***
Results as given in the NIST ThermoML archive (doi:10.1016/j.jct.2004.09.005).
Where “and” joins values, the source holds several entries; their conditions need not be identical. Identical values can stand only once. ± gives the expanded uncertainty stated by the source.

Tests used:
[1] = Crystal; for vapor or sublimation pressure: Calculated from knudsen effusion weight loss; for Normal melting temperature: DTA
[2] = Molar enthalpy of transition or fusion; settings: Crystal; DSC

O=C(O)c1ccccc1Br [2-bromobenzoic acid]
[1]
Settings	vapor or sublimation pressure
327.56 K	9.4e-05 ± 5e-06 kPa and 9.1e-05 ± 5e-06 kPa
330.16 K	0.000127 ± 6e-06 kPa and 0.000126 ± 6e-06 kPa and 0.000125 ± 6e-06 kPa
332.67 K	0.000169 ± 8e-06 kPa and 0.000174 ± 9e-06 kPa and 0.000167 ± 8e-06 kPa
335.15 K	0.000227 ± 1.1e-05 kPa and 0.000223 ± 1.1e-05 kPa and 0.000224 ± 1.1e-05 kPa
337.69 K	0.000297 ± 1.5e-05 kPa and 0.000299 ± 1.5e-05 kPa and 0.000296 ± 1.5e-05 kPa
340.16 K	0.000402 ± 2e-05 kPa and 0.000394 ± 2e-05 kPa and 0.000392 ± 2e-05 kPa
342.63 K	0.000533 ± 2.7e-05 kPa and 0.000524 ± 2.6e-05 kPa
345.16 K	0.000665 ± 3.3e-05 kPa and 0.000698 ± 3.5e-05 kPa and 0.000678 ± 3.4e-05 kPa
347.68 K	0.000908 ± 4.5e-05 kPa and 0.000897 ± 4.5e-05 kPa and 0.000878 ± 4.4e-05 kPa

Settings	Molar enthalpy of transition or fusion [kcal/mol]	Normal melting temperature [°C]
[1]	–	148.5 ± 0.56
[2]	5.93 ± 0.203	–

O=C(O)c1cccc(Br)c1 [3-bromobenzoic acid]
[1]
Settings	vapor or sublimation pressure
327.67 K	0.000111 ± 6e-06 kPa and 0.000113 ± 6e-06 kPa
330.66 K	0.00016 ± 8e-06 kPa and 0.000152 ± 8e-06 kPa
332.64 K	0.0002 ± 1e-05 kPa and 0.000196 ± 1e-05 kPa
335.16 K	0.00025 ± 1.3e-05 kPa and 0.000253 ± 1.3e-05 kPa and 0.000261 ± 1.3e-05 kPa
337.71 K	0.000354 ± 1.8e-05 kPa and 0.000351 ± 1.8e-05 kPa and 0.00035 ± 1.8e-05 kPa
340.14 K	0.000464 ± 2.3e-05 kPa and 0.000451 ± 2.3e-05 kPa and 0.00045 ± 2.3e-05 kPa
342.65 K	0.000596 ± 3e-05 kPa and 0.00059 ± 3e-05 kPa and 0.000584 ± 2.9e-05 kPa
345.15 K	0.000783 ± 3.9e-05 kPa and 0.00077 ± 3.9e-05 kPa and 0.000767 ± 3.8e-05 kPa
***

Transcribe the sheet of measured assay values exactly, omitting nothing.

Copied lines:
Results as given in the NIST ThermoML archive (doi:10.1016/j.jct.2004.09.005).
Where “and” joins values, the source holds several entries; their conditions need not be identical. Identical values can stand only once. ± gives the expanded uncertainty stated by the source.

Tests used:
[1] = Crystal; for vapor or sublimation pressure: Calculated from knudsen effusion weight loss; for Normal melting temperature: DTA
[2] = Molar enthalpy of transition or fusion; settings: Crystal; DSC

O=C(O)c1ccccc1Br [2-bromobenzoic acid]
[1]
Settings	vapor or sublimation pressure
327.56 K	9.4e-05 ± 5e-06 kPa and 9.1e-05 ± 5e-06 kPa
330.16 K	0.000127 ± 6e-06 kPa and 0.000126 ± 6e-06 kPa and 0.000125 ± 6e-06 kPa
332.67 K	0.000169 ± 8e-06 kPa and 0.000174 ± 9e-06 kPa and 0.000167 ± 8e-06 kPa
335.15 K	0.000227 ± 1.1e-05 kPa and 0.000223 ± 1.1e-05 kPa and 0.000224 ± 1.1e-05 kPa
337.69 K	0.000297 ± 1.5e-05 kPa and 0.000299 ± 1.5e-05 kPa and 0.000296 ± 1.5e-05 kPa
340.16 K	0.000402 ± 2e-05 kPa and 0.000394 ± 2e-05 kPa and 0.000392 ± 2e-05 kPa
342.63 K	0.000533 ± 2.7e-05 kPa and 0.000524 ± 2.6e-05 kPa
345.16 K	0.000665 ± 3.3e-05 kPa and 0.000698 ± 3.5e-05 kPa and 0.000678 ± 3.4e-05 kPa
347.68 K	0.000908 ± 4.5e-05 kPa and 0.000897 ± 4.5e-05 kPa and 0.000878 ± 4.4e-05 kPa

Settings	Molar enthalpy of transition or fusion [kcal/mol]	Normal melting temperature [°C]
[1]	–	148.5 ± 0.56
[2]	5.93 ± 0.203	–

O=C(O)c1cccc(Br)c1 [3-bromobenzoic acid]
[1]
Settings	vapor or sublimation pressure
327.67 K	0.000111 ± 6e-06 kPa and 0.000113 ± 6e-06 kPa
330.66 K	0.00016 ± 8e-06 kPa and 0.000152 ± 8e-06 kPa
332.64 K	0.0002 ± 1e-05 kPa and 0.000196 ± 1e-05 kPa
335.16 K	0.00025 ± 1.3e-05 kPa and 0.000253 ± 1.3e-05 kPa and 0.000261 ± 1.3e-05 kPa
337.71 K	0.000354 ± 1.8e-05 kPa and 0.000351 ± 1.8e-05 kPa and 0.00035 ± 1.8e-05 kPa
340.14 K	0.000464 ± 2.3e-05 kPa and 0.000451 ± 2.3e-05 kPa and 0.00045 ± 2.3e-05 kPa
342.65 K	0.000596 ± 3e-05 kPa and 0.00059 ± 3e-05 kPa and 0.000584 ± 2.9e-05 kPa
345.15 K	0.000783 ± 3.9e-05 kPa and 0.00077 ± 3.9e-05 kPa and 0.000767 ± 3.8e-05 kPa